The Great War

from Poems of the Great War, an electronic edition

They Held Their Ground

Grey broke the light of that Sabbath dawn

On the English pickets,

Gold rose the sun o'er the unreaped corn

And the Hainault thickets.

Through the park at home, where the young rooks caw'd,

And the dew lay deep on the churchyard sward,

Went Mary, arisen to meet her Lord --

While Mons must be held for England.

Clear broke the day as the bugles blew, --

Who shall hear them to-morrow?

Sternly the thunder of Edom grew,

And the tally of sorrow.

Right wing, left wing, centre attacked,

Legions launched like a cataract,

But the English stood to their plighted pact, --

Yes, Mons must be held for England!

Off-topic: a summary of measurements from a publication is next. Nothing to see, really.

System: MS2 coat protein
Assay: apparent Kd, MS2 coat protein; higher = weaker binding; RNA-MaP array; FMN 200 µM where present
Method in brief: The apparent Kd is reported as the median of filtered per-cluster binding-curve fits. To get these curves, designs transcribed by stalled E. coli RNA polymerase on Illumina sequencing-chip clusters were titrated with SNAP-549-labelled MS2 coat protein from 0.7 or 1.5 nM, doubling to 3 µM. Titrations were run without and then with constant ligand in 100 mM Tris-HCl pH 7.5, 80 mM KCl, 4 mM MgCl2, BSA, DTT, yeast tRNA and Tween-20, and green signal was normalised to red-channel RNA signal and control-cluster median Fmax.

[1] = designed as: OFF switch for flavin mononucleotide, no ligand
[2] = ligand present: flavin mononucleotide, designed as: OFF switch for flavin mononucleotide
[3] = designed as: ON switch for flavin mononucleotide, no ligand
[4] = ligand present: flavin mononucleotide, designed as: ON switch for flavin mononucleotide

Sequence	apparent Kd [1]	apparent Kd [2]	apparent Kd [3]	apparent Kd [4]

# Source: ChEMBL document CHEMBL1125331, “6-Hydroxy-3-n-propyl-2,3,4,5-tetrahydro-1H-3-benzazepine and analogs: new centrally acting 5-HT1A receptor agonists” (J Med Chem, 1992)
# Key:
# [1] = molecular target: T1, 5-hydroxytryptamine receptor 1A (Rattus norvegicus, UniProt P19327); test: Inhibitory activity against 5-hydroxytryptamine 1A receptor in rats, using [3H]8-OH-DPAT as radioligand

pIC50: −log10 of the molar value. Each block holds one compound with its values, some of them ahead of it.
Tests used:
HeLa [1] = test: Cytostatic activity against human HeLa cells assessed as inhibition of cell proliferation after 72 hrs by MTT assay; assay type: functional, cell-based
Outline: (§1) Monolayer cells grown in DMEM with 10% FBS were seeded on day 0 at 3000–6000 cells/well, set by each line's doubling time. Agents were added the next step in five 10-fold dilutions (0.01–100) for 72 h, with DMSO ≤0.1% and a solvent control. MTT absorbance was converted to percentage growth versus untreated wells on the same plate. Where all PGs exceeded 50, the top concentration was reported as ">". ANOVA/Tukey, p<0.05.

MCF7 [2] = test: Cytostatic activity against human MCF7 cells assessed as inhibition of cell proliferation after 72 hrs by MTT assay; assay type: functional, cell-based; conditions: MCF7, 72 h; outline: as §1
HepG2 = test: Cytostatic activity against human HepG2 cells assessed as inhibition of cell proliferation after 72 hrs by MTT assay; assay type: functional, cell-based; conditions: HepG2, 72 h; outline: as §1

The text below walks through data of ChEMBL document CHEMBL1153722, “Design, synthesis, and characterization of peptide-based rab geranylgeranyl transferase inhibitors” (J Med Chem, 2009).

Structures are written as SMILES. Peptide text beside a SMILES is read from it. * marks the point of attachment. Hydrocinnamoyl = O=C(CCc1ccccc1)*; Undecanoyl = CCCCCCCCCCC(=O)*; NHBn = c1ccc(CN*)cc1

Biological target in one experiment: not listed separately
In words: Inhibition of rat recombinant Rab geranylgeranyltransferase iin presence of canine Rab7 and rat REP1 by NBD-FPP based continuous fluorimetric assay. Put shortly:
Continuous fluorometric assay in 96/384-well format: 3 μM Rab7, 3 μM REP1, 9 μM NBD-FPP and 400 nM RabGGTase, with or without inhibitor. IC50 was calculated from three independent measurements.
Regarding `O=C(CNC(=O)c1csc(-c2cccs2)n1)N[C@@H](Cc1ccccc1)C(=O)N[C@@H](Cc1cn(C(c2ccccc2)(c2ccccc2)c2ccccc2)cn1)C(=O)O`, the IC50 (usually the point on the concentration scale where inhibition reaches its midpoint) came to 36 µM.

Pitiless noon, when the screaming shard

Left the air acrid.

But they looked on Malplaquet and Oudenarde,

So the soil was sacred.

And they thought (who knows?) on some Surrey lane,

On some mother's kiss, or some school refrain,

And they tightened the girths of their saddles again,

Since Mons must be held for England.

Red set the sun in the angry skies

Ere the fight was over.

Fierce were the beams of the cruisers' eyes

By the cliffs of Dover.

News -- ill news -- for Namur is lost!

No need for the Eagle to count the cost.

But Mons was the merest hill at the most,

Yet Mons had been held for England.

Lord, Who hast known what a slain Son is,

Judge Thou their labor!

Lifted they eyes to the vanities?

Deceived their neighbor?

Sift Thou the souls that are utterly Thine,

Clean are those cold hands of covert design;

Silent they lie in their last long line,

Who died to hold Mons for England!